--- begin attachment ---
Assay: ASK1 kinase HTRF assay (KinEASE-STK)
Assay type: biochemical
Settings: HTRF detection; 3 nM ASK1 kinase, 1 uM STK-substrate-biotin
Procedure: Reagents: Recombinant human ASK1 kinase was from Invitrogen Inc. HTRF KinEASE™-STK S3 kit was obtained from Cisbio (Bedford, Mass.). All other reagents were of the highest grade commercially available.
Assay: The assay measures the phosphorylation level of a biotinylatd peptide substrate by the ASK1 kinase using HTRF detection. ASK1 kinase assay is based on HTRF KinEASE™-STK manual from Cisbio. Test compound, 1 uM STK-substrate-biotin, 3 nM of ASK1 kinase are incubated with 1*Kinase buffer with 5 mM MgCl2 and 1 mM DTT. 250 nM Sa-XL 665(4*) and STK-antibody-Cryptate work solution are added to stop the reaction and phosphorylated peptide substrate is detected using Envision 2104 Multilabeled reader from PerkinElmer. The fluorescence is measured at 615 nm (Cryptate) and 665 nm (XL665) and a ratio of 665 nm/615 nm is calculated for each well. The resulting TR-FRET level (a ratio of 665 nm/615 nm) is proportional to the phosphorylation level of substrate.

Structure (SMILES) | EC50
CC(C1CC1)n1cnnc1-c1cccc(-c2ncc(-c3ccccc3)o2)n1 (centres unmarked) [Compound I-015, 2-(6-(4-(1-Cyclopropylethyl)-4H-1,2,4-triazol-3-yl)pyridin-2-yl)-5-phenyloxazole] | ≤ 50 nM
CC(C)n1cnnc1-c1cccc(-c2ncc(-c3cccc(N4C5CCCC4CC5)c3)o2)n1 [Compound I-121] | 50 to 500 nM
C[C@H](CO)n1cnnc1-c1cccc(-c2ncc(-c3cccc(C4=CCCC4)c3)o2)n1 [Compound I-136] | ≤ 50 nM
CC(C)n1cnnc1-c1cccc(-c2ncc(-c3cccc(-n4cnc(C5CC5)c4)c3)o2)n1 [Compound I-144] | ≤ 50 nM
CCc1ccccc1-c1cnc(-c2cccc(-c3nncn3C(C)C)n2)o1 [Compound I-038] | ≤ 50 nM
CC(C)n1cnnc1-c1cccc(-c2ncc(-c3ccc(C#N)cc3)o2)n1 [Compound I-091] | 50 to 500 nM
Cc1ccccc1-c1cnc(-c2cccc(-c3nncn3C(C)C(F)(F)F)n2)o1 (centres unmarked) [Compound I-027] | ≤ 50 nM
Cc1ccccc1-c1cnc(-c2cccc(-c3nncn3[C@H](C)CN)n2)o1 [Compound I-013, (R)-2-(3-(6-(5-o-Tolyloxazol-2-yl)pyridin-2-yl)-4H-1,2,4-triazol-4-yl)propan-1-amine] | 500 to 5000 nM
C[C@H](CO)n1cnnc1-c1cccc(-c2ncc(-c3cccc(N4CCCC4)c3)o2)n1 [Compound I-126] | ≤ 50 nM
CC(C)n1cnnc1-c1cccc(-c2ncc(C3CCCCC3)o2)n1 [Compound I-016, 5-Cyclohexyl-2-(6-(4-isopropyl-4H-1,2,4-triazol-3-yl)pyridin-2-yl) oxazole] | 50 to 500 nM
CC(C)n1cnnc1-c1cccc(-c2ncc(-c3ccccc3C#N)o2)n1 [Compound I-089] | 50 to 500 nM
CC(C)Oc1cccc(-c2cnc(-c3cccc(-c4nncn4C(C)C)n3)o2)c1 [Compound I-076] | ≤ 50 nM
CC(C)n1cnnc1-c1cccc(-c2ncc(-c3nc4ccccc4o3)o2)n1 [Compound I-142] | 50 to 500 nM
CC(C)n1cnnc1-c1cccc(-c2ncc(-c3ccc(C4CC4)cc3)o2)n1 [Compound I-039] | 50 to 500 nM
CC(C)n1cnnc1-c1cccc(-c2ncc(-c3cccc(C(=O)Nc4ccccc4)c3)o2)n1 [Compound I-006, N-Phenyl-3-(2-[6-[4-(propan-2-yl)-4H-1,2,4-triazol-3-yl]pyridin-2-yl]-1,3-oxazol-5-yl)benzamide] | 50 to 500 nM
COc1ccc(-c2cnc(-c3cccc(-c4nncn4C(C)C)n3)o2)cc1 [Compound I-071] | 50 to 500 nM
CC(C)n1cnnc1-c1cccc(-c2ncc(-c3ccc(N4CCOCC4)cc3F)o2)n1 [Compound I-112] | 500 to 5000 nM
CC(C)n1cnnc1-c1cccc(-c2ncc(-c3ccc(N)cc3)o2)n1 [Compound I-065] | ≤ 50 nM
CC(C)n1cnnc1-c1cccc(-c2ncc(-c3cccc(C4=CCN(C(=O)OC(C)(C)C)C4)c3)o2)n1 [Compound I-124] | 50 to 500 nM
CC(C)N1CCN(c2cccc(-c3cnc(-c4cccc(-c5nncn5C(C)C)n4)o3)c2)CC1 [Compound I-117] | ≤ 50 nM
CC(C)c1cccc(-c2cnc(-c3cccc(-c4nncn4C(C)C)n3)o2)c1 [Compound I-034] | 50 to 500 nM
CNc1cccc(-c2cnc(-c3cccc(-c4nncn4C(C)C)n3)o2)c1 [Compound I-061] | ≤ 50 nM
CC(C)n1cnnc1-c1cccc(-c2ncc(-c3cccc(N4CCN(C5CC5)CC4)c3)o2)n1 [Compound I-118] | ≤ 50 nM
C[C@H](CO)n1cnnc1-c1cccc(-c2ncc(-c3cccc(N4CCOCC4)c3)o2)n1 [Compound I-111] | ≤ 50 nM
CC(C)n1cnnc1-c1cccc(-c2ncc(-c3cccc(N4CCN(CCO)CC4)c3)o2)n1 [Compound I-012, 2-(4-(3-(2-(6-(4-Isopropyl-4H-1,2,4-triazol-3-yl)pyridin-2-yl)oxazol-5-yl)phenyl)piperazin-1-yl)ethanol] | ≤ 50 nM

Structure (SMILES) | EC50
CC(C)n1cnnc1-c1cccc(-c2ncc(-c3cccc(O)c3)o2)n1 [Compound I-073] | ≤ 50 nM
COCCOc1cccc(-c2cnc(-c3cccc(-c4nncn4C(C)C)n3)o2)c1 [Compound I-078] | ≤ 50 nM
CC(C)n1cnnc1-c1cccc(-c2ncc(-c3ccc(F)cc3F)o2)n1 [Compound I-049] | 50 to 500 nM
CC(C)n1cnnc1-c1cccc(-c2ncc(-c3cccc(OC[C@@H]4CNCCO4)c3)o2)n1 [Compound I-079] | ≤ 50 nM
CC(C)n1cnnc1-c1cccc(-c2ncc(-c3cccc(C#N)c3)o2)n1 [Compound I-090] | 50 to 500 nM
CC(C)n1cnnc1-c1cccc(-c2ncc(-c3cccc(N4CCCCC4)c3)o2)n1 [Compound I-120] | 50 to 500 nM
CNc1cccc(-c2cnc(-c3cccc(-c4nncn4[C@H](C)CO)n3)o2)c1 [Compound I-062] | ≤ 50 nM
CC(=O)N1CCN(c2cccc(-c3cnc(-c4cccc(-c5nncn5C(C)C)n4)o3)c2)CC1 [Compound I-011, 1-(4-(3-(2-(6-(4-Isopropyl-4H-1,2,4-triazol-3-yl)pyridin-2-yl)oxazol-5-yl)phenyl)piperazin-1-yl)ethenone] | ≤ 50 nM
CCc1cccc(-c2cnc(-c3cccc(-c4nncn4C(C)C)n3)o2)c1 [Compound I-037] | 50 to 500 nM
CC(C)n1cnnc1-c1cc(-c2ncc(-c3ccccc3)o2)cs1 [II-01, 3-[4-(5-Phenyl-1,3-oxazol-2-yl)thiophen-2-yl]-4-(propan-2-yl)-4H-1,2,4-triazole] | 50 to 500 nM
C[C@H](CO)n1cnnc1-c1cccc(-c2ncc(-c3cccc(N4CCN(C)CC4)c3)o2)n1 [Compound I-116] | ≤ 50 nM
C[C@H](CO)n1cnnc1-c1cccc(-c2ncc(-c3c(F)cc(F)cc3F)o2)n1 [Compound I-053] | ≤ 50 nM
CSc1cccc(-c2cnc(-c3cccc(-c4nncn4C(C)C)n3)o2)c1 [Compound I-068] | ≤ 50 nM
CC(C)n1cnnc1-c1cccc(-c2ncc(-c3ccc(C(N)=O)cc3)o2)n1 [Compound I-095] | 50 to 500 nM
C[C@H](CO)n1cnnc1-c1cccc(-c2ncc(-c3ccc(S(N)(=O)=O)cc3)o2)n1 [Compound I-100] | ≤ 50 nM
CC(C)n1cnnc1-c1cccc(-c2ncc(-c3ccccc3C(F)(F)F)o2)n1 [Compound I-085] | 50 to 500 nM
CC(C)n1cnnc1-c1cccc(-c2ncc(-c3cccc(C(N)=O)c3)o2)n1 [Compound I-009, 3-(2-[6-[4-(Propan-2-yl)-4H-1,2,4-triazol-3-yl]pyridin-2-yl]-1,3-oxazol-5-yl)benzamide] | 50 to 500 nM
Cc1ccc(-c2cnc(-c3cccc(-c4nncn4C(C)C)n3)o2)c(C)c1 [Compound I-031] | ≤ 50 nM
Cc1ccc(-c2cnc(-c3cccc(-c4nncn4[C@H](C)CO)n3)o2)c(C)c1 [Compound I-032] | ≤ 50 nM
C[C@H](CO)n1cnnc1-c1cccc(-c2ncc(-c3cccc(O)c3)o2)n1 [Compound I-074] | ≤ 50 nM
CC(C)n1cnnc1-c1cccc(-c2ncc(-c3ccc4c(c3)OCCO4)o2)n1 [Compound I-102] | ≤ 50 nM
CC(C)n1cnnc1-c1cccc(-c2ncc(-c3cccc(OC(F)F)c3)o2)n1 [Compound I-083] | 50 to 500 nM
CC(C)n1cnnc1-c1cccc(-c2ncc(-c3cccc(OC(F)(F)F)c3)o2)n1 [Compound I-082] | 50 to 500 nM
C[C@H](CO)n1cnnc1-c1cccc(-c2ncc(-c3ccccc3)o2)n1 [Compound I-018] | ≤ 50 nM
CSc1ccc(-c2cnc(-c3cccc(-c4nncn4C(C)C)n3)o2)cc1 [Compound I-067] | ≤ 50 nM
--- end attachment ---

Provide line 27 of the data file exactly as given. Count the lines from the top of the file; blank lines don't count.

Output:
CC(C)c1cccc(-c2cnc(-c3cccc(-c4nncn4C(C)C)n3)o2)c1 [Compound I-034] | 50 to 500 nM